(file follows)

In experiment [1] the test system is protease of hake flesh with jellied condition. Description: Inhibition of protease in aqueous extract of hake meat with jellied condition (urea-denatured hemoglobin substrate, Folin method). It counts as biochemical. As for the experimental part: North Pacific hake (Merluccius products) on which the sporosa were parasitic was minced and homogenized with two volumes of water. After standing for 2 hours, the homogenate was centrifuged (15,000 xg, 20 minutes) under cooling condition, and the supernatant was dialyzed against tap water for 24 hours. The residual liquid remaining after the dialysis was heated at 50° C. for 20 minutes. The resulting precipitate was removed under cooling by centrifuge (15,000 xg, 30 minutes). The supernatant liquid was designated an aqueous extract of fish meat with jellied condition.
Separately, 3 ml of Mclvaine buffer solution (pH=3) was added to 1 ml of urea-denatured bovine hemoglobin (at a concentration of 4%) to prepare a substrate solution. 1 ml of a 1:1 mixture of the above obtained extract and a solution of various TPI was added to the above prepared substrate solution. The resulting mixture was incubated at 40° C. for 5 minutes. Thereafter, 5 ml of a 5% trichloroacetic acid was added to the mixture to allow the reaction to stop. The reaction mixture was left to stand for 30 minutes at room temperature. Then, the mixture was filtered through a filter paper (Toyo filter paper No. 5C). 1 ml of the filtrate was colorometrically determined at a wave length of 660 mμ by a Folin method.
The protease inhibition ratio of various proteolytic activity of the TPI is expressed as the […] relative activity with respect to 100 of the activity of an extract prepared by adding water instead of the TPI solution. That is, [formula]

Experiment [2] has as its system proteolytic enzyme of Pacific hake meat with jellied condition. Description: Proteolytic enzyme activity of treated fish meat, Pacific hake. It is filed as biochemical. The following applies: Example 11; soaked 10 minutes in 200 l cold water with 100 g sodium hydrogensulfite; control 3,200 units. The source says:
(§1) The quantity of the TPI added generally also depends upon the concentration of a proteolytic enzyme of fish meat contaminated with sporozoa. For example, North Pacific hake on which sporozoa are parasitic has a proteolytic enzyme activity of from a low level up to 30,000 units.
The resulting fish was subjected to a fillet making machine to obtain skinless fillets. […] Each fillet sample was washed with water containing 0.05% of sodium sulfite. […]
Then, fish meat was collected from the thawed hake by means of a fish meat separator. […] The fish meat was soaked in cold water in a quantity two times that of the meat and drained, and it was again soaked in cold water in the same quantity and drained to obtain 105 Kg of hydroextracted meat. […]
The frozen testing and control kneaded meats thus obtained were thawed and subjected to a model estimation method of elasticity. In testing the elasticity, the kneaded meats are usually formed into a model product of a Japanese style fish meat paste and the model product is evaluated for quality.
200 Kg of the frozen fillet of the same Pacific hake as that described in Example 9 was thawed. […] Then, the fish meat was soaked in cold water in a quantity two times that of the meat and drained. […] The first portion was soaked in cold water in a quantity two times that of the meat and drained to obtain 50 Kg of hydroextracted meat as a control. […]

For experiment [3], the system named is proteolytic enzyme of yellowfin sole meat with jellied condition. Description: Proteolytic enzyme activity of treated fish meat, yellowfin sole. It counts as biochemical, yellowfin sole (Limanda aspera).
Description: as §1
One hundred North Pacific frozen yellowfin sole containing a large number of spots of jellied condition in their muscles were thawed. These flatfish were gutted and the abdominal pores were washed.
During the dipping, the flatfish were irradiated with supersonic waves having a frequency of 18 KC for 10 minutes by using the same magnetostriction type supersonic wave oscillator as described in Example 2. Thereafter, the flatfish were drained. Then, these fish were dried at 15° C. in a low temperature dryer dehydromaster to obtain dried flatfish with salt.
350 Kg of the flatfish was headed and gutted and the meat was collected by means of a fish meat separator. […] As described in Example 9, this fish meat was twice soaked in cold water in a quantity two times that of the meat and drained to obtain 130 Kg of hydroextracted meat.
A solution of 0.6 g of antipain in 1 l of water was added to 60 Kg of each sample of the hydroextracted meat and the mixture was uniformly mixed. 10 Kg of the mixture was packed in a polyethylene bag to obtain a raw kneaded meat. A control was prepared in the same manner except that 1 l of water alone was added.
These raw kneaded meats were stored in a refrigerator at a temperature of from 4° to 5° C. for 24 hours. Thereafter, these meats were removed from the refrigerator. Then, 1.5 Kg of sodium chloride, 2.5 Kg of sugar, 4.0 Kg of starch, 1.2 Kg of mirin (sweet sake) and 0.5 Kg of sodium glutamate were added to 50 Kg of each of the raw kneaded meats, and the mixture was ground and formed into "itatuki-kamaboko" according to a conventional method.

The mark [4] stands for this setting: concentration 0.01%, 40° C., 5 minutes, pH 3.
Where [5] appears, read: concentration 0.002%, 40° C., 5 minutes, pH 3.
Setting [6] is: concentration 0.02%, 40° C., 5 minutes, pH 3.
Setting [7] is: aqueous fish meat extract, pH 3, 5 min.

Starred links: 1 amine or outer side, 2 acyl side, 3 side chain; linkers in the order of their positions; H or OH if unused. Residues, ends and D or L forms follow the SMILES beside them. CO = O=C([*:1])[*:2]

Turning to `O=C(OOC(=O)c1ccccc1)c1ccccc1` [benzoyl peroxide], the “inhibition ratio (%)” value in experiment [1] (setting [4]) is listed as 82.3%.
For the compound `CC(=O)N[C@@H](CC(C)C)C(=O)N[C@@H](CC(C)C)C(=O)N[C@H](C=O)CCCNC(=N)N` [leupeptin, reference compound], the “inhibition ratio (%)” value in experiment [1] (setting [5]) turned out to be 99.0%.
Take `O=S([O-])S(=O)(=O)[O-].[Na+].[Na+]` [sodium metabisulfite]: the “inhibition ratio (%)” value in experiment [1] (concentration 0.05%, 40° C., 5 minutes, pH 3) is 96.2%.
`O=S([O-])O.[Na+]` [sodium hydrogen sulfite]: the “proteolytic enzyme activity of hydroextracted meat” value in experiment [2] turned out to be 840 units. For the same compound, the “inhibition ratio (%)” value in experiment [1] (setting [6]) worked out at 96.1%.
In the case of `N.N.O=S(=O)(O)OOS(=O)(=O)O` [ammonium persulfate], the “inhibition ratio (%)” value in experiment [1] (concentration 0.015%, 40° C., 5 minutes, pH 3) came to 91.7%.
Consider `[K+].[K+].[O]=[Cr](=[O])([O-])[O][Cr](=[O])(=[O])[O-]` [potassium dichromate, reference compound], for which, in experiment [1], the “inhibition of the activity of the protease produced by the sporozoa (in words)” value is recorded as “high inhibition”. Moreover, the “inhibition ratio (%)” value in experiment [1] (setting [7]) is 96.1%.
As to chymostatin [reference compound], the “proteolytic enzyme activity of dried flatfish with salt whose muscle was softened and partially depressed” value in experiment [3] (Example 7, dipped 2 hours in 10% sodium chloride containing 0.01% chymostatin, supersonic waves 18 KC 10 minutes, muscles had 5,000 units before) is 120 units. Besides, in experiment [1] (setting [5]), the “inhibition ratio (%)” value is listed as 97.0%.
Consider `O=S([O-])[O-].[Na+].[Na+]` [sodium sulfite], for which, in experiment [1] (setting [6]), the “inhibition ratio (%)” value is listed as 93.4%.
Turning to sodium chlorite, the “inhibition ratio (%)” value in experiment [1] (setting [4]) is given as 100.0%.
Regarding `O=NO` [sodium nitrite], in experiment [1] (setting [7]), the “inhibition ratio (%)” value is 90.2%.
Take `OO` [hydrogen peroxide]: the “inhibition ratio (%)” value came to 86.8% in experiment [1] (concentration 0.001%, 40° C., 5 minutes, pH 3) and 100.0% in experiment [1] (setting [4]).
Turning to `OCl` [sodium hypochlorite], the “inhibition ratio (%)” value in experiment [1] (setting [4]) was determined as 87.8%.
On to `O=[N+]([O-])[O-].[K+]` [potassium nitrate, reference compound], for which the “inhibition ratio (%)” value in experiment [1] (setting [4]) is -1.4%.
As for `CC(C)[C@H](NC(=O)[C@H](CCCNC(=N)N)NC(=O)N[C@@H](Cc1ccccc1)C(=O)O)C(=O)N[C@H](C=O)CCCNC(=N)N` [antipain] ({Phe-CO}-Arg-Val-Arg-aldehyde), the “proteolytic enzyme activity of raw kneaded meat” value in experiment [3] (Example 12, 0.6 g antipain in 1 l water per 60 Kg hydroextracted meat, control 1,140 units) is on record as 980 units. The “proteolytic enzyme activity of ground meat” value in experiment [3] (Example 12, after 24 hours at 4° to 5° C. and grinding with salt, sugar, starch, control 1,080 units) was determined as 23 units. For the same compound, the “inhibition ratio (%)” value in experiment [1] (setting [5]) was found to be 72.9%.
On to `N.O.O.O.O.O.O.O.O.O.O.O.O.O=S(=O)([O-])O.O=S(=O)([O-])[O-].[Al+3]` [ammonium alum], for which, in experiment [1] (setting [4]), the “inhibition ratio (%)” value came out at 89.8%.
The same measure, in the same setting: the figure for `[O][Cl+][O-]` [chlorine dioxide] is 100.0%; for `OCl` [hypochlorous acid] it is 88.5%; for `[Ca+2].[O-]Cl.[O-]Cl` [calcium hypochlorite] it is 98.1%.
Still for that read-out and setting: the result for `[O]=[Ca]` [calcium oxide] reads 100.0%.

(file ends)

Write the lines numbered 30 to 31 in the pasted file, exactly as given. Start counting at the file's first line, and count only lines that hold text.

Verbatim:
Turning to sodium chlorite, the “inhibition ratio (%)” value in experiment [1] (setting [4]) is given as 100.0%.
Regarding `O=NO` [sodium nitrite], in experiment [1] (setting [7]), the “inhibition ratio (%)” value is 90.2%.